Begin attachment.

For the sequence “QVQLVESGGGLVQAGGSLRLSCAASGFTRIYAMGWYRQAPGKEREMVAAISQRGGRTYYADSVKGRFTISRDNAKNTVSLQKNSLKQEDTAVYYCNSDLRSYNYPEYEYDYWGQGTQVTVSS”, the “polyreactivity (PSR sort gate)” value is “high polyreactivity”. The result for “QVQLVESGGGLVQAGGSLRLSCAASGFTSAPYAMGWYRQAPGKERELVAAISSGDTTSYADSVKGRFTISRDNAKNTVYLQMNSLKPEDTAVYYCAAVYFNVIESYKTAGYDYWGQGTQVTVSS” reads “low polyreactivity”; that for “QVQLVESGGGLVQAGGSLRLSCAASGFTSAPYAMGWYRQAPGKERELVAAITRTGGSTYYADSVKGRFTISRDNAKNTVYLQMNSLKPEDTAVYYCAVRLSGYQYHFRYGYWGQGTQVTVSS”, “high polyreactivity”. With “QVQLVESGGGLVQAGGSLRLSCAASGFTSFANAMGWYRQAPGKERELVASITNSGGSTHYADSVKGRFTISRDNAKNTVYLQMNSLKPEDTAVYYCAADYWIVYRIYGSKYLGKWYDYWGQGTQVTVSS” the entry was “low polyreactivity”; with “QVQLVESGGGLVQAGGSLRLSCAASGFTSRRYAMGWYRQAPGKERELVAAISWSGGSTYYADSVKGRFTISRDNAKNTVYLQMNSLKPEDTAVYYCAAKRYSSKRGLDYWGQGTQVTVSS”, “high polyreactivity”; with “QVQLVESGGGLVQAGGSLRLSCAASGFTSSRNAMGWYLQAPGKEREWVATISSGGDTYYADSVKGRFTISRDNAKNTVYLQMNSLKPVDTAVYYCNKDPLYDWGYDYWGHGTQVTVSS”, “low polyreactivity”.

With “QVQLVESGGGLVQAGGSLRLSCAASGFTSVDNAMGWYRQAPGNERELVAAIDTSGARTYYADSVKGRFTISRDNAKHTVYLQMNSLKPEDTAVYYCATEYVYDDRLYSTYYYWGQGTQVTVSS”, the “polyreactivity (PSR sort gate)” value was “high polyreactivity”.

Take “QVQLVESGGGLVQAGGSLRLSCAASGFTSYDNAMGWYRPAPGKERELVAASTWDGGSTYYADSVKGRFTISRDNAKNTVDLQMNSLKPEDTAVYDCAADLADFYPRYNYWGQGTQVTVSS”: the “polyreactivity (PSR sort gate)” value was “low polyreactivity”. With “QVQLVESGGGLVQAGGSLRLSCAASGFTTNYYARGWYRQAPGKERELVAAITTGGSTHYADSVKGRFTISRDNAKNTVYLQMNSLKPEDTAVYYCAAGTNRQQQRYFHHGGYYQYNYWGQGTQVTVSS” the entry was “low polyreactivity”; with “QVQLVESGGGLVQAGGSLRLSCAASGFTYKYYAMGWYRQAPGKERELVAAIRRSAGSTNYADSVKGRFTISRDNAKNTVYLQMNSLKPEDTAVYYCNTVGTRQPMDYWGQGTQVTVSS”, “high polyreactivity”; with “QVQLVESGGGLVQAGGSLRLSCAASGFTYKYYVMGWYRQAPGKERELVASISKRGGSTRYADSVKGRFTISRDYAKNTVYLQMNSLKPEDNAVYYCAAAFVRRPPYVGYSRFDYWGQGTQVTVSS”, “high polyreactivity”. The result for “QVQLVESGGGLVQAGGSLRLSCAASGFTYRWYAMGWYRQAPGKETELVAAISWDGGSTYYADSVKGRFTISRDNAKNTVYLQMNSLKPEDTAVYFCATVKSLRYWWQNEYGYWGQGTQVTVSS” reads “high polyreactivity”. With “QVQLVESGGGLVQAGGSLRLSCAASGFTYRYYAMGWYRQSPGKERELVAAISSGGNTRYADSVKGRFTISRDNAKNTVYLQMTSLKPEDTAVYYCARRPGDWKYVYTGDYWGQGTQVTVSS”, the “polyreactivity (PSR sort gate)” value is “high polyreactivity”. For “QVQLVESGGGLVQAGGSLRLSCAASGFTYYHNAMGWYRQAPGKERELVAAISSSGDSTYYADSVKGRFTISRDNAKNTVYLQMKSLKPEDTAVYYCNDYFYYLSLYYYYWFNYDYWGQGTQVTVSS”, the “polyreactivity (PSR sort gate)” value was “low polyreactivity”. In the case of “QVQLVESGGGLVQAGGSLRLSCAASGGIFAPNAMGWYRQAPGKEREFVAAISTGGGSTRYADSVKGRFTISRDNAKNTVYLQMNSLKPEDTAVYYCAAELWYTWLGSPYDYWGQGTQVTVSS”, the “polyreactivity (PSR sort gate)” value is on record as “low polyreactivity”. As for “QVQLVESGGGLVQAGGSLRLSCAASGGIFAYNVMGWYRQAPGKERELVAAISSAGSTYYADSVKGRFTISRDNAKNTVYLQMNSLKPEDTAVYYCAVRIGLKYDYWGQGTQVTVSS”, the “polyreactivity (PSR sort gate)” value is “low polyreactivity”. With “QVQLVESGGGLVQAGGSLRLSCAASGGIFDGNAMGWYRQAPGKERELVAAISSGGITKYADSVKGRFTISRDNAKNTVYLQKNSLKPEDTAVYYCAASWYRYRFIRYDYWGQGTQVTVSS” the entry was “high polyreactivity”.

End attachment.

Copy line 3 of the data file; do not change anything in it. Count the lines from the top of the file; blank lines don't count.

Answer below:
Take “QVQLVESGGGLVQAGGSLRLSCAASGFTSYDNAMGWYRPAPGKERELVAASTWDGGSTYYADSVKGRFTISRDNAKNTVDLQMNSLKPEDTAVYDCAADLADFYPRYNYWGQGTQVTVSS”: the “polyreactivity (PSR sort gate)” value was “low polyreactivity”. With “QVQLVESGGGLVQAGGSLRLSCAASGFTTNYYARGWYRQAPGKERELVAAITTGGSTHYADSVKGRFTISRDNAKNTVYLQMNSLKPEDTAVYYCAAGTNRQQQRYFHHGGYYQYNYWGQGTQVTVSS” the entry was “low polyreactivity”; with “QVQLVESGGGLVQAGGSLRLSCAASGFTYKYYAMGWYRQAPGKERELVAAIRRSAGSTNYADSVKGRFTISRDNAKNTVYLQMNSLKPEDTAVYYCNTVGTRQPMDYWGQGTQVTVSS”, “high polyreactivity”; with “QVQLVESGGGLVQAGGSLRLSCAASGFTYKYYVMGWYRQAPGKERELVASISKRGGSTRYADSVKGRFTISRDYAKNTVYLQMNSLKPEDNAVYYCAAAFVRRPPYVGYSRFDYWGQGTQVTVSS”, “high polyreactivity”. The result for “QVQLVESGGGLVQAGGSLRLSCAASGFTYRWYAMGWYRQAPGKETELVAAISWDGGSTYYADSVKGRFTISRDNAKNTVYLQMNSLKPEDTAVYFCATVKSLRYWWQNEYGYWGQGTQVTVSS” reads “high polyreactivity”. With “QVQLVESGGGLVQAGGSLRLSCAASGFTYRYYAMGWYRQSPGKERELVAAISSGGNTRYADSVKGRFTISRDNAKNTVYLQMTSLKPEDTAVYYCARRPGDWKYVYTGDYWGQGTQVTVSS”, the “polyreactivity (PSR sort gate)” value is “high polyreactivity”. For “QVQLVESGGGLVQAGGSLRLSCAASGFTYYHNAMGWYRQAPGKERELVAAISSSGDSTYYADSVKGRFTISRDNAKNTVYLQMKSLKPEDTAVYYCNDYFYYLSLYYYYWFNYDYWGQGTQVTVSS”, the “polyreactivity (PSR sort gate)” value was “low polyreactivity”. In the case of “QVQLVESGGGLVQAGGSLRLSCAASGGIFAPNAMGWYRQAPGKEREFVAAISTGGGSTRYADSVKGRFTISRDNAKNTVYLQMNSLKPEDTAVYYCAAELWYTWLGSPYDYWGQGTQVTVSS”, the “polyreactivity (PSR sort gate)” value is on record as “low polyreactivity”. As for “QVQLVESGGGLVQAGGSLRLSCAASGGIFAYNVMGWYRQAPGKERELVAAISSAGSTYYADSVKGRFTISRDNAKNTVYLQMNSLKPEDTAVYYCAVRIGLKYDYWGQGTQVTVSS”, the “polyreactivity (PSR sort gate)” value is “low polyreactivity”. With “QVQLVESGGGLVQAGGSLRLSCAASGGIFDGNAMGWYRQAPGKERELVAAISSGGITKYADSVKGRFTISRDNAKNTVYLQKNSLKPEDTAVYYCAASWYRYRFIRYDYWGQGTQVTVSS” the entry was “high polyreactivity”.